STEVE IRONS: Thanks Tony and thanks Jenny. On behalf of the Liberal and National Party Coalition we’re grateful for the bipartisan approach to this apology. It’s fantastic that it’s going to be held in Parliament House on the 16th of November and I’d like to pay a particular tribute to the three associations, the Forgotten Australians, the UK migrants, and to CLAN, who have worked with the committee and particularly to Andrew Murray as well, whose chairmanship of that committee and the contribution from the Minister and also from all the parties who have been involved in this Committee. It’s going to be a tribute and a great acknowledgement to people of Australia who have been through the experience of institutionalisation that these people have suffered, and not only for them to be recognised but for their families as well, who have had to put up with the suffering and the consequences of the abuse that people who went through institutions and foster care or state ward situations, and I can only congratulate the Government and all parties who associated themselves with this and look forward to the 16th of November. Thank you.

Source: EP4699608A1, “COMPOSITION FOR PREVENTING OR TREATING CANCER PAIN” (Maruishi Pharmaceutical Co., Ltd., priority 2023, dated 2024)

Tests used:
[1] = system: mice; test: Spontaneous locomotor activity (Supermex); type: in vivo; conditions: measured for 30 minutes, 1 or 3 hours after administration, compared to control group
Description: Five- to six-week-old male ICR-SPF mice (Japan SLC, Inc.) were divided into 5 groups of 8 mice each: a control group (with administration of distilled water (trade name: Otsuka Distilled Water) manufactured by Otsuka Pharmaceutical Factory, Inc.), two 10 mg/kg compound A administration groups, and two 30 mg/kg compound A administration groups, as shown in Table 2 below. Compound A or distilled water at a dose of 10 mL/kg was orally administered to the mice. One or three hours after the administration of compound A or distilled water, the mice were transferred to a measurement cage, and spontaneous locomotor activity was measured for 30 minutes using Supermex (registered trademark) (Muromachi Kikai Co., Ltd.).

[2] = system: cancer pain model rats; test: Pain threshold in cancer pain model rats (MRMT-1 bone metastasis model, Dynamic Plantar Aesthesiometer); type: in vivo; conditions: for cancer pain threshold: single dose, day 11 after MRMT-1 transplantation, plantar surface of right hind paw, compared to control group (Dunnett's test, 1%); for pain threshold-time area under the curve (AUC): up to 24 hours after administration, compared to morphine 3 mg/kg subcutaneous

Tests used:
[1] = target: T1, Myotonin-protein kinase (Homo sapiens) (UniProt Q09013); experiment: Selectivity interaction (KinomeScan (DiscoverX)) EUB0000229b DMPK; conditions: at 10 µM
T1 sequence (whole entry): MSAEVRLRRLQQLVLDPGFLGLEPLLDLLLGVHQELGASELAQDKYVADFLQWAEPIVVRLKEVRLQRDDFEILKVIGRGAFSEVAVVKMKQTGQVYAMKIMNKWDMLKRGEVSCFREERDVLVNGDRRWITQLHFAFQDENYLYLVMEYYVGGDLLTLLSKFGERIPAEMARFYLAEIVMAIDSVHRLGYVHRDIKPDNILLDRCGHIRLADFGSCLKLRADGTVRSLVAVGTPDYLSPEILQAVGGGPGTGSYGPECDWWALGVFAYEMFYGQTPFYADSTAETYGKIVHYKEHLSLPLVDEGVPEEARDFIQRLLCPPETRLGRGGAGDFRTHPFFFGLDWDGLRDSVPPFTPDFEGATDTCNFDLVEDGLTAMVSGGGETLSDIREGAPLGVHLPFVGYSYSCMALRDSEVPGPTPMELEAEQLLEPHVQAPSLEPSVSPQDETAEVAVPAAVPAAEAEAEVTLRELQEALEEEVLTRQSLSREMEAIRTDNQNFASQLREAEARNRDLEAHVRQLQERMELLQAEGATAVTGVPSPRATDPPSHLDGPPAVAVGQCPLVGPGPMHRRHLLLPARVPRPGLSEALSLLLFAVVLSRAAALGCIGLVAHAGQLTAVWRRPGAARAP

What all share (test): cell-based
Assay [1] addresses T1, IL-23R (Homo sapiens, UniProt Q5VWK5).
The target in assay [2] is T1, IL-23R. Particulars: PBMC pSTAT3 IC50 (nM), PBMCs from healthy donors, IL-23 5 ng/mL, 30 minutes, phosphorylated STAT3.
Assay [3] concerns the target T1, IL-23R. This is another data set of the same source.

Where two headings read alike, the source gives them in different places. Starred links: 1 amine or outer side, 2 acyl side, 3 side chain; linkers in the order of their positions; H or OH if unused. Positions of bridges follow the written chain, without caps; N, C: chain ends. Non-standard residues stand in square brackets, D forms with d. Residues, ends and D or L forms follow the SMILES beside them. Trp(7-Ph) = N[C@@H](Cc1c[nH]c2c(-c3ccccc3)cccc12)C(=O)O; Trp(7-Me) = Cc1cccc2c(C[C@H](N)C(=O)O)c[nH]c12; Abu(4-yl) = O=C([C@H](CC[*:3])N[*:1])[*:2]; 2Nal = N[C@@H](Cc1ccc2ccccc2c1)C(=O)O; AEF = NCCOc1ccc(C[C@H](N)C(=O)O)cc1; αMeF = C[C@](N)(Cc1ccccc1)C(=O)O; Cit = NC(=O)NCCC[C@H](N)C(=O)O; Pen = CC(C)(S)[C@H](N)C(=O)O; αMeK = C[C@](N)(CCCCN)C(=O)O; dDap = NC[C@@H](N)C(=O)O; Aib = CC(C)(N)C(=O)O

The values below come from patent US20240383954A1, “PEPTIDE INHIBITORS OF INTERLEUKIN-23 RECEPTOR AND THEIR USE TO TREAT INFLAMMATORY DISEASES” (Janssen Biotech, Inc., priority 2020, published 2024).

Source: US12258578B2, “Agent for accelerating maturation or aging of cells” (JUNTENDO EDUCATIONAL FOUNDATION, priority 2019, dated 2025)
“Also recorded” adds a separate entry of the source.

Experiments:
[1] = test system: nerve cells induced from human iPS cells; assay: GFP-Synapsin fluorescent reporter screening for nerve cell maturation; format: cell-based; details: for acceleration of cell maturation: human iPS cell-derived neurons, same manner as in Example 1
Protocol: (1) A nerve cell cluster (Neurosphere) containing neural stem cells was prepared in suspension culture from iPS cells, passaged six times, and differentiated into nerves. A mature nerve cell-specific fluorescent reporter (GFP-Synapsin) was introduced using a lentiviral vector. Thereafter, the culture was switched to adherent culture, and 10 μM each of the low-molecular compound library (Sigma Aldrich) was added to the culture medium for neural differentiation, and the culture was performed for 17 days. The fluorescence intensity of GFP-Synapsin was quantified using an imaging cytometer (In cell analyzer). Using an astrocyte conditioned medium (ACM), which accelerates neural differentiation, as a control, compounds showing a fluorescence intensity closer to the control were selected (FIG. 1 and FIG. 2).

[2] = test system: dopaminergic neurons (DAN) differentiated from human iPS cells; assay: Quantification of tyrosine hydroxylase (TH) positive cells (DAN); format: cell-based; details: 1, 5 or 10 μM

JOURNALIST: Minister, should the apology have been made in Parliament? Why the decision not to do that?
JENNY MACKLIN: We’ve had an advisory group which Andrew Murray has chaired. We’ve had Members of Parliament across the political spectrum on this group, representatives from CLAN, the former child migrants. We’ve asked their advice about where they think it’s most appropriate to have this apology. They’ve consulted widely with their members, many, many times and they have decided that this is a very beautiful place, a place that sits between the House and the Senate. The motion will then go into the House and the Senate to enable us all to contribute. But this is a way in which this can be a very special event and we’re really following their advice.
JOURNALIST: How important is this to you and to the people you represent?